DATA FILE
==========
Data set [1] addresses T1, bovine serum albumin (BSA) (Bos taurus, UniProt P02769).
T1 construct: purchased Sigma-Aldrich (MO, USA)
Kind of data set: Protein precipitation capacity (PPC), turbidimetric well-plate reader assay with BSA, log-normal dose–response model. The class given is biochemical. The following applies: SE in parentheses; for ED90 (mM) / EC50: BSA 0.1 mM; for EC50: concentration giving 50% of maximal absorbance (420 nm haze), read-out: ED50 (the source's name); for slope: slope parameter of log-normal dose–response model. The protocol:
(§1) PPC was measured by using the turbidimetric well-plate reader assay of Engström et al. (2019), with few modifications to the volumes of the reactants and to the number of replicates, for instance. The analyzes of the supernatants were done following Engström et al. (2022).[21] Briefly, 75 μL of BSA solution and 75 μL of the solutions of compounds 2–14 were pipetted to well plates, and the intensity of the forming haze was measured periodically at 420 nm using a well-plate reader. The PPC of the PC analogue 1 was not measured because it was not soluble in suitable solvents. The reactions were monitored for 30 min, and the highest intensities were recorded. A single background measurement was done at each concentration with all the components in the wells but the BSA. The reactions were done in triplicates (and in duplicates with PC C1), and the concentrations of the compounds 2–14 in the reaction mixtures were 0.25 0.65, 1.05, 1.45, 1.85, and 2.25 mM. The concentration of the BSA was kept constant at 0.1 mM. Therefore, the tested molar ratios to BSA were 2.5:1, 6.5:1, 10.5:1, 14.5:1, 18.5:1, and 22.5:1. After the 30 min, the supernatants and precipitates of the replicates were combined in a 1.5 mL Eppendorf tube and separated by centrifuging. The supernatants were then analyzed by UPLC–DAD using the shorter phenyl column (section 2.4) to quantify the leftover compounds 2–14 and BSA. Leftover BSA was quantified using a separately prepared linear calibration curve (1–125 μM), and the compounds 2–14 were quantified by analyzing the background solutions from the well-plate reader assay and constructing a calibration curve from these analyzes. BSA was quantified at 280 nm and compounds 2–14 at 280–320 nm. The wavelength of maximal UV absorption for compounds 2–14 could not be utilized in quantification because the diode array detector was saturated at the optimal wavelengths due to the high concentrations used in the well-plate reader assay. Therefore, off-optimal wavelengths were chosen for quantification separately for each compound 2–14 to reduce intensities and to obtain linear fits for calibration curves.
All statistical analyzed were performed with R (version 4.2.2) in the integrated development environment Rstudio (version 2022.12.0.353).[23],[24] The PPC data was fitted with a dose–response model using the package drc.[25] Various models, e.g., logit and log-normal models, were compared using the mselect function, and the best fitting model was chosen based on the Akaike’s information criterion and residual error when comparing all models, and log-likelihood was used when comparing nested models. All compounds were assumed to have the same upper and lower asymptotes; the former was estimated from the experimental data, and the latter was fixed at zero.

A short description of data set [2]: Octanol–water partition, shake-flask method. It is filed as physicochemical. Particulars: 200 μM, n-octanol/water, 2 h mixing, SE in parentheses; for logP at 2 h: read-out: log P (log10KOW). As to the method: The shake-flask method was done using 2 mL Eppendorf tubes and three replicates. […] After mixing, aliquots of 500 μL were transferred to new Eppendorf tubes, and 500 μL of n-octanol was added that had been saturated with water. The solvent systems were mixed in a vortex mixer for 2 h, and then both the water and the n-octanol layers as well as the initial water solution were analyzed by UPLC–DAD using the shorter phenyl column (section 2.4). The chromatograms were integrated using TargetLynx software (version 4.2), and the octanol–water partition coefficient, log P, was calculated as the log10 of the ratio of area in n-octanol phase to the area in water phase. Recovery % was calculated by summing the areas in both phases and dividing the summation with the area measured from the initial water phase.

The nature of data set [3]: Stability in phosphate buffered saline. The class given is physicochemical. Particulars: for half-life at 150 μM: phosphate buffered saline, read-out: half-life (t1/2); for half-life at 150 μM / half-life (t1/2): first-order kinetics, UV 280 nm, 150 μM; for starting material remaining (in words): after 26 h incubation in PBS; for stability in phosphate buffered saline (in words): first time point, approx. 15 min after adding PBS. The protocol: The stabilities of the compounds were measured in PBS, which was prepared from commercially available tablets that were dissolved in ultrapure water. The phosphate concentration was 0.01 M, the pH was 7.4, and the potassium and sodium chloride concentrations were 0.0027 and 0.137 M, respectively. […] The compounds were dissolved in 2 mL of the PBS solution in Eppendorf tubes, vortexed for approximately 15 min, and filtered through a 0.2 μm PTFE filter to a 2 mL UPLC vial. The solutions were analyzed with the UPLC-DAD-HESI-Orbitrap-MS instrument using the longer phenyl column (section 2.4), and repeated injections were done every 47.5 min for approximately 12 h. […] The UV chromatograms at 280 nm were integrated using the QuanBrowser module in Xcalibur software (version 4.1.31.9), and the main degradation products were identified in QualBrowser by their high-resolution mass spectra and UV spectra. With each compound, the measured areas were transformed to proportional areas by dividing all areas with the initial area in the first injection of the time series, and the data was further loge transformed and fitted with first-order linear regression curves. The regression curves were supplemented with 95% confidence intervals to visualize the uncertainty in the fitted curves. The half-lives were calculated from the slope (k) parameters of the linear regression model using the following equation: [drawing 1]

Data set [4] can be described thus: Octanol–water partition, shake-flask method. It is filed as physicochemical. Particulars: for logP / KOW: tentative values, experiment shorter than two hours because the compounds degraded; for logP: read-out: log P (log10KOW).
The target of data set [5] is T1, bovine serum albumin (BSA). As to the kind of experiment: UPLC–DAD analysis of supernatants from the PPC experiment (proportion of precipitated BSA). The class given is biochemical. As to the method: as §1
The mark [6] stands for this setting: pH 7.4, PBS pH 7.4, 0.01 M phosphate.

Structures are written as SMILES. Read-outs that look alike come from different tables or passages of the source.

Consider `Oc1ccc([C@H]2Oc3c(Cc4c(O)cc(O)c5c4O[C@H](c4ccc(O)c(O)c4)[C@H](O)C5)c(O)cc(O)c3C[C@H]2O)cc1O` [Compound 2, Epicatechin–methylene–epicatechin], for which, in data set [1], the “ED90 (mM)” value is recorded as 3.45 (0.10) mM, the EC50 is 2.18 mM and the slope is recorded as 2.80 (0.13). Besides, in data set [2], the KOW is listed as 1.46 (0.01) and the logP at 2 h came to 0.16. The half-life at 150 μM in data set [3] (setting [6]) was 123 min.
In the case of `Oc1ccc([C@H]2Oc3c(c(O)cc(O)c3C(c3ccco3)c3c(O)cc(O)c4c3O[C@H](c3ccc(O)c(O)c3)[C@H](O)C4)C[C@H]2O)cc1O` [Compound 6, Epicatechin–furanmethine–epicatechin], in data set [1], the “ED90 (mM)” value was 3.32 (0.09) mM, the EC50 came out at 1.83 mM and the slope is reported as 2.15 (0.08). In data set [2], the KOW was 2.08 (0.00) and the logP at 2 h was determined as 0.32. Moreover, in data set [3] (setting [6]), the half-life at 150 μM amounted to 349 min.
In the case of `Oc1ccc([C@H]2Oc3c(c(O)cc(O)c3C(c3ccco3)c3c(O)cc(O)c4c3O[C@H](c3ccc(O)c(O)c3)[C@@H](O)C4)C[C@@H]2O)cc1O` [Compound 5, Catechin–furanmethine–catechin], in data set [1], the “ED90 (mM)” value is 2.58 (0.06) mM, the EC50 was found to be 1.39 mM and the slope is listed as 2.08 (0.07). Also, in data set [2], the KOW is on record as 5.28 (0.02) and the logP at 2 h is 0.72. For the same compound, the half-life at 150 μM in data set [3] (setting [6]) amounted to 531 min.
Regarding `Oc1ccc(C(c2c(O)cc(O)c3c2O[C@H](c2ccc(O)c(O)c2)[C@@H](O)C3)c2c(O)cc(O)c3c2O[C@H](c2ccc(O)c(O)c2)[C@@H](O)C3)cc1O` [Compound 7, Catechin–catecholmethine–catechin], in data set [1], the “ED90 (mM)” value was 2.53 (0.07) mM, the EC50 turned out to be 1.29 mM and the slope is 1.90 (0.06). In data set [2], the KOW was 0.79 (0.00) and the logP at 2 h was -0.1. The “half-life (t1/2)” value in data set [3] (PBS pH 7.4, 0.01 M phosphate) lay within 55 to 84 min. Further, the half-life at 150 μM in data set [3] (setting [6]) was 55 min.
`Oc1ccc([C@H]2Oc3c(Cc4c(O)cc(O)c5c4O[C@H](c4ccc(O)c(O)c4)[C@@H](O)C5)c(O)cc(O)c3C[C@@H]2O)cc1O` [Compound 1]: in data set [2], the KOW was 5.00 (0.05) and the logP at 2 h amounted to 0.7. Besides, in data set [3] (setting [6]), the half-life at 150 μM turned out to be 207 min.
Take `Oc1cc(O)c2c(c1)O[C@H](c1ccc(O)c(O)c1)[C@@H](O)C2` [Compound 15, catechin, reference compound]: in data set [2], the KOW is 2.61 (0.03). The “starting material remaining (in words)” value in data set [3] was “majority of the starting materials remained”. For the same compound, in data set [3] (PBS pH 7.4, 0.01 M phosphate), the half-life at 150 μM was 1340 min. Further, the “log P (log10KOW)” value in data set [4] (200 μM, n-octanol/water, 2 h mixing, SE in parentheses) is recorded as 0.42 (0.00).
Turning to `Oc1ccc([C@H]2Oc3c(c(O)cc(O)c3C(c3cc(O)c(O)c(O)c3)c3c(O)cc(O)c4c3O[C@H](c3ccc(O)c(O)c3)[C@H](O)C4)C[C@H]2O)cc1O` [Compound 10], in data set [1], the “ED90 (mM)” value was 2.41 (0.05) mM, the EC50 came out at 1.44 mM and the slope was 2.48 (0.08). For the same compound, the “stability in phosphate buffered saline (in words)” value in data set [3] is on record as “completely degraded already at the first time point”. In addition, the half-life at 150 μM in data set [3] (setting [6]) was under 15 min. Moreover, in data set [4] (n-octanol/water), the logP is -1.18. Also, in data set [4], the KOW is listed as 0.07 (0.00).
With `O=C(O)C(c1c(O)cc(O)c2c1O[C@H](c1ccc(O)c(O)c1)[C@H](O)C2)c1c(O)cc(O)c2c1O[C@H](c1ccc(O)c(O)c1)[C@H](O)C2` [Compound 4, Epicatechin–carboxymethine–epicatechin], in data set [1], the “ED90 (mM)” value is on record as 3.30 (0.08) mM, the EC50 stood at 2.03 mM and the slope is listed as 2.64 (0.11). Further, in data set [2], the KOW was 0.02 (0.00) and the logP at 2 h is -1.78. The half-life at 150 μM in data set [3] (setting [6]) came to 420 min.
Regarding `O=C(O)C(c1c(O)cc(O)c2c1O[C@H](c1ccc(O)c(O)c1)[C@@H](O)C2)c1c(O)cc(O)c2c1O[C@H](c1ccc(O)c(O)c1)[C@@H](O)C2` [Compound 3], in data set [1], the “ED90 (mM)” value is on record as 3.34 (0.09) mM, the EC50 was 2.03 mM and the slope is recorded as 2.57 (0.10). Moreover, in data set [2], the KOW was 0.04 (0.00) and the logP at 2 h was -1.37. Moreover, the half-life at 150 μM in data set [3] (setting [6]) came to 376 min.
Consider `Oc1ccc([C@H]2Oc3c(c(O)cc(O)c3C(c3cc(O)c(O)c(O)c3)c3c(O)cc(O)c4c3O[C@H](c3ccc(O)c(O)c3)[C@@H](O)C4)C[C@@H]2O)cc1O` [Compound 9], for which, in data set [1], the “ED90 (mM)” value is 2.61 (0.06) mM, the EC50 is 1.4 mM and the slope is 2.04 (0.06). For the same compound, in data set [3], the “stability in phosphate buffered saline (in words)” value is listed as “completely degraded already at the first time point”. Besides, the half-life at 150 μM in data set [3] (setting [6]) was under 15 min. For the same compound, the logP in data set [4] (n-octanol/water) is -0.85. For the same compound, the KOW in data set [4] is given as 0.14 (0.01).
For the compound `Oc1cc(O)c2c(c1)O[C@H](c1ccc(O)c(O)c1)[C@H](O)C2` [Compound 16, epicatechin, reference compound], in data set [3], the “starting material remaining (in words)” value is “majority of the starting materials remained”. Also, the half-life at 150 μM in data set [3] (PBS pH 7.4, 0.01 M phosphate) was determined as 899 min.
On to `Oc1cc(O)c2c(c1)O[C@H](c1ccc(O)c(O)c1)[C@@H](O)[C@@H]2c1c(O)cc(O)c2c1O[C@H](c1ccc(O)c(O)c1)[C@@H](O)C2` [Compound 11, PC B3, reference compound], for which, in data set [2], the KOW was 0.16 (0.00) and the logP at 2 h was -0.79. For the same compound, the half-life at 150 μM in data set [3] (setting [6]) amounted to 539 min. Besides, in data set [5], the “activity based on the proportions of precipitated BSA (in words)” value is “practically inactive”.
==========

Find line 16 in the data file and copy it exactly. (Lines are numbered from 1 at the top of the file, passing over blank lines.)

`Oc1ccc([C@H]2Oc3c(Cc4c(O)cc(O)c5c4O[C@H](c4ccc(O)c(O)c4)[C@@H](O)C5)c(O)cc(O)c3C[C@@H]2O)cc1O` [Compound 1]: in data set [2], the KOW was 5.00 (0.05) and the logP at 2 h amounted to 0.7. Besides, in data set [3] (setting [6]), the half-life at 150 μM turned out to be 207 min.